Summer festivals among the Kalash of North Pakistan : cascades of milk, leg wine and shepherd sire.
Yearly, at the autumn equinox, the Kalash of Chitral « take down the grape » and make wine. At the same period they celebrate rituals of fecundity which coincide with the return of the herders to the villages and the setting-loose, in the she-goats’pen, of rutting he-goats. These Kalash live in three narrow valleys in the heart of the Hindu-Kush, at the extreme North-West of Pakistan. By their Muslims neighbours, Chitrali and Pakistani, they are called « Kafirs », pagans. In reality, they are the last polytheists in this mountain fortress, where Afghanistan, Central Asia and the Indian sub-continent meet up. Previously, the « wine-road » linked the Hindu-Kush to the Karakorum, running from Nuristan up to Kashmir, Gilgit and the Hunza country.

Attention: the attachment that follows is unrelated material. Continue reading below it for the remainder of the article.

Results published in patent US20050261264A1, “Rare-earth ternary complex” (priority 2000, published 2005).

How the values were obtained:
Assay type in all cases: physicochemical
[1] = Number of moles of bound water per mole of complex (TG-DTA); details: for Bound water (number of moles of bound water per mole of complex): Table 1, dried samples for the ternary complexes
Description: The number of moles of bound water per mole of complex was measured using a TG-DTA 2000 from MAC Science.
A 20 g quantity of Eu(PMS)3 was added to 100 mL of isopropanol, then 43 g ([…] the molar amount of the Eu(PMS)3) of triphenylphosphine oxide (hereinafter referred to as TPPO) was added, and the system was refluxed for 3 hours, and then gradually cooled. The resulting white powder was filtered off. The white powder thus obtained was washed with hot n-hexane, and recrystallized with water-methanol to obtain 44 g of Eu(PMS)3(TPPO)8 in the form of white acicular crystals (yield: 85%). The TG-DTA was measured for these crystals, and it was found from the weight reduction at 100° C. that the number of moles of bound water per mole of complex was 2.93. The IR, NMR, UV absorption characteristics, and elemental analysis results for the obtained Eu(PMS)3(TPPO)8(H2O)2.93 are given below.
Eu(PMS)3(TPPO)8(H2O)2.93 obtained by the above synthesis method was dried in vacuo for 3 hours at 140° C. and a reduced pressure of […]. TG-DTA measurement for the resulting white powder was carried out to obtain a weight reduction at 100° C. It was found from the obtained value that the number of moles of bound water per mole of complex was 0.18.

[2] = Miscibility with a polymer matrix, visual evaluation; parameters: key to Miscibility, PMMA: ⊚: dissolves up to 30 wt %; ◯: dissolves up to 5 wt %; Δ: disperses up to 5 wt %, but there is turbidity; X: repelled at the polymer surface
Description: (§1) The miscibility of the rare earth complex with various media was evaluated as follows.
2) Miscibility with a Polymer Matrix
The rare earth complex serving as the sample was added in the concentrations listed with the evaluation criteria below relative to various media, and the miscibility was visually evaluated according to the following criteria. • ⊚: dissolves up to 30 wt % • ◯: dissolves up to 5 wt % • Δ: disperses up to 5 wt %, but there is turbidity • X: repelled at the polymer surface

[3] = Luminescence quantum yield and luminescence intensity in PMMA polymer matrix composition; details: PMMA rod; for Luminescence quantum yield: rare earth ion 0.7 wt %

Today, Islam has prohibited the making of wine as well as the rituals connected with it : it has put a curb on the symbolical sexual allusions and the gestures of the autumn festivals, all geared, in this region, to spring-time fertility and fecundity. Only the Kalash, especially those of the Birir valley, continue the ancient practices. At Birir, at the end of the moon « of nuts and grapes », the Kalash repeat the gestures taught by the great shamans of former days, for making good wine and respecting its purity. They follow faithfully these rules, concerning festivities necessary to the growth of society, which a man « in contact with the spirits of nature », laid down in times past after a sudden fall in the population : the obscene dances of the « powerful herder », the budalac, and the procession of little girls, charged with flowers and fruits, towards the open sanctuary of the god Praba, on the last day of the Prun festival.